Yannaras on the ordo theologiae

This problematic of essence in itself [from the Thomistic perspective] implies a definite status of man over and against the truth about God: The first foundation of the truth of God is not achieved through the experience of the Church, which is an experience of personal relationship with the person of the Incarnate Logos, a relationship which is realized in the Holy Spirit and which reveals the Logos as witnessing to the Father. Rather, this first foundation is entirely anthropocentric, with an intellectual leap seeking to understand the divine essence in itself, its attributes and its objective relationships. And this rationalistic conception of essence not only obliges one to an ontic understanding of essence which overlooks the mode of being of the essence, but also leads by logical necessity either to the identification of essence and energy or to the essential separation of nature from the energies. The problematic of energy is reduced to a procedure of logical proof which refers the mystery of divine existence to the syllogistically necessary idea of a creating and moving cause of creation or a causal grace (causalité de Grâce) which contributes to the moral improvement of man.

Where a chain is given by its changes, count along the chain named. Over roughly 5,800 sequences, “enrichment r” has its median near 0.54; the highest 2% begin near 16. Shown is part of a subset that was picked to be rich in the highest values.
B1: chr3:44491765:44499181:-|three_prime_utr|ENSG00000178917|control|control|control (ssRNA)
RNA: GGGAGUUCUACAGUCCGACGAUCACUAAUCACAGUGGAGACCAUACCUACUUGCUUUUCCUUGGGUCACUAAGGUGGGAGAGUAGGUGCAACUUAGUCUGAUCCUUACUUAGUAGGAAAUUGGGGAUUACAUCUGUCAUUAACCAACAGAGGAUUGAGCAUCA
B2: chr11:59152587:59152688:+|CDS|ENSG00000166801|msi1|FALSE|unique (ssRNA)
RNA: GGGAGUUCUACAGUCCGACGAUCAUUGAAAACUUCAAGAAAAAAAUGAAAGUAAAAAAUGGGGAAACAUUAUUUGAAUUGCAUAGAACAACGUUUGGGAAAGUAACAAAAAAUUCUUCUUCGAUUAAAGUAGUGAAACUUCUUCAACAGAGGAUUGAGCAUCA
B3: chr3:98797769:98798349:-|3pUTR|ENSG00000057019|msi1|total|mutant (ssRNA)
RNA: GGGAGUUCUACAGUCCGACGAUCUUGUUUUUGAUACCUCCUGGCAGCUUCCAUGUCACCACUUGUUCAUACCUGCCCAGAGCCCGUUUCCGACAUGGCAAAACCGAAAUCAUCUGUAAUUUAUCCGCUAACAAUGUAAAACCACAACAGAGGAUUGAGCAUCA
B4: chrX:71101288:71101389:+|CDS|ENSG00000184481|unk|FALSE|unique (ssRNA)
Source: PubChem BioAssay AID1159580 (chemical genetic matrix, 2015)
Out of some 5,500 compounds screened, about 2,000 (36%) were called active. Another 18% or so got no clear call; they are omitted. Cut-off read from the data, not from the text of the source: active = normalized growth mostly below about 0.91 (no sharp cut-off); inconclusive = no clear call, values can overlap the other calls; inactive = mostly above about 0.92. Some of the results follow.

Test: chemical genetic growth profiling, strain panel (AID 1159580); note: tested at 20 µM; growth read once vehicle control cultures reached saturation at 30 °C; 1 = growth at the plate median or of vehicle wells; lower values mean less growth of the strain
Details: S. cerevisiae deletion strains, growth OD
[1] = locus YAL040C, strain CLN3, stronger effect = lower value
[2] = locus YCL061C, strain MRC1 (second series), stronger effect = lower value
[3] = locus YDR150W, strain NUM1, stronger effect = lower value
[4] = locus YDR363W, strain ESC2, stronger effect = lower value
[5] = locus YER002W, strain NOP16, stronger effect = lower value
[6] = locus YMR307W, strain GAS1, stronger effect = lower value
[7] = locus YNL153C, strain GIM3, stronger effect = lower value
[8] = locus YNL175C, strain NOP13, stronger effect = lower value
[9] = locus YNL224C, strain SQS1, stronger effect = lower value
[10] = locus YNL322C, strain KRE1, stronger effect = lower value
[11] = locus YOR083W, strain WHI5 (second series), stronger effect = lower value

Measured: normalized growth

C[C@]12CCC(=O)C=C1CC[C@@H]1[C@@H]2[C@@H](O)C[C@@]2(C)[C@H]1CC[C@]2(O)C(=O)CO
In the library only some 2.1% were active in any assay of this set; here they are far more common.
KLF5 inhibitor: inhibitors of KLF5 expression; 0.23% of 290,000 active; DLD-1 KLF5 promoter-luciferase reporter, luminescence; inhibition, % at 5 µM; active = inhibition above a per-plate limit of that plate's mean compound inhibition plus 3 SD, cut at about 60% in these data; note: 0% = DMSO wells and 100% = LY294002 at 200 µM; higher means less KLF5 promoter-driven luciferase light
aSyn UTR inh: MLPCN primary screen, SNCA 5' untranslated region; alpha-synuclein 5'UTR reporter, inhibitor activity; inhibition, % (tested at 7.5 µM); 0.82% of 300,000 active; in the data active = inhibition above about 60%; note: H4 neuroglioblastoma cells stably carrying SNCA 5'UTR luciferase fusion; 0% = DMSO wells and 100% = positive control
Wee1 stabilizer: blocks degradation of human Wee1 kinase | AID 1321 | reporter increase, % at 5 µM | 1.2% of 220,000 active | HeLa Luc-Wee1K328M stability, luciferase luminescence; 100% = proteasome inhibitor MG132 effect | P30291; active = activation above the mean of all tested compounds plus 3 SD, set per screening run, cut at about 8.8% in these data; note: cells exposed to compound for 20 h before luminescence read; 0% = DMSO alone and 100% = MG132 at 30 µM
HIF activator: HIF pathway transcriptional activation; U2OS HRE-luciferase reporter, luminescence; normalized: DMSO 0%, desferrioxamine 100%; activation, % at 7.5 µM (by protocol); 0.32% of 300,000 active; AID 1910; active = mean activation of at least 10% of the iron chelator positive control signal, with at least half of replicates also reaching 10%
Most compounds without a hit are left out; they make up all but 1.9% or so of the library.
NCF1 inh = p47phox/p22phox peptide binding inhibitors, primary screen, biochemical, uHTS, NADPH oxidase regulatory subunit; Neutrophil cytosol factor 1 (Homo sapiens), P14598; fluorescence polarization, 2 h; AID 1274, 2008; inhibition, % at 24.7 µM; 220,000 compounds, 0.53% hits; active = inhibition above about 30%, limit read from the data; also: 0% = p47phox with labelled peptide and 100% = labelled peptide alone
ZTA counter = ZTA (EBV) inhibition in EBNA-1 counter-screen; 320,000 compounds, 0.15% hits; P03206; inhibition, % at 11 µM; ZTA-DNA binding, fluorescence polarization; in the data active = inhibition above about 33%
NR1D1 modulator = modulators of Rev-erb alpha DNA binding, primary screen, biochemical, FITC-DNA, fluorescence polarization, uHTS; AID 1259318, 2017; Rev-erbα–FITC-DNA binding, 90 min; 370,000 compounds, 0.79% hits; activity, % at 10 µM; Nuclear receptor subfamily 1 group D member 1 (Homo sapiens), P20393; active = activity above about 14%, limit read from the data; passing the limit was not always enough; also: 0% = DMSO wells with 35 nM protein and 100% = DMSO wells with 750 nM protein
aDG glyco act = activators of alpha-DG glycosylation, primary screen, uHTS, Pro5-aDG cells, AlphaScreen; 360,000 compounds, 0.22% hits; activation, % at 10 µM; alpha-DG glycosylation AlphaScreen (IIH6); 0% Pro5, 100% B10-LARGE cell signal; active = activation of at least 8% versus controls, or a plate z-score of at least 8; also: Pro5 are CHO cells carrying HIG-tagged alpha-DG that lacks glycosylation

In Orthodox theology, on the other hand, the problem of the energies is put exclusively in terms of existential experience. The experience of the Church is the knowledge of God as an event of personal relationship, and the question raised is one of witness to and defense of that event, the question of how we come to know God, who is neither intelligible nor sensible, nor at all a being among the other beings.1 The knowledge of God as an event of personal relationship reveals the priority of the truth of the person in the realm of theological knowledge. There is no room for bypassing the reality of the person by means of an intellectual leap directly to the essence: Truth for us is in realities, not in names.2 The person recapitulates the mode of existence of nature; we know the essence or nature only as the content of the person. This unique possibility of knowing nature presupposes its ecstatic recapitulation in terms of a personal reference, i.e. the possibility for nature to stand outside of itself, to become accessible and communicable not as an idea, but as personal uniqueness and dissimilarity. The ecstasis of nature, however, cannot be identified with nature itself, since the experience of relation is itself an experience of non-identification: the ecstasy is the mode, the manner by which nature becomes accessible and known in terms of personal otherness; it is the energy of nature which is identified neither with its bearer nor with its result: The energy is neither the active cause nor the resultant effect.3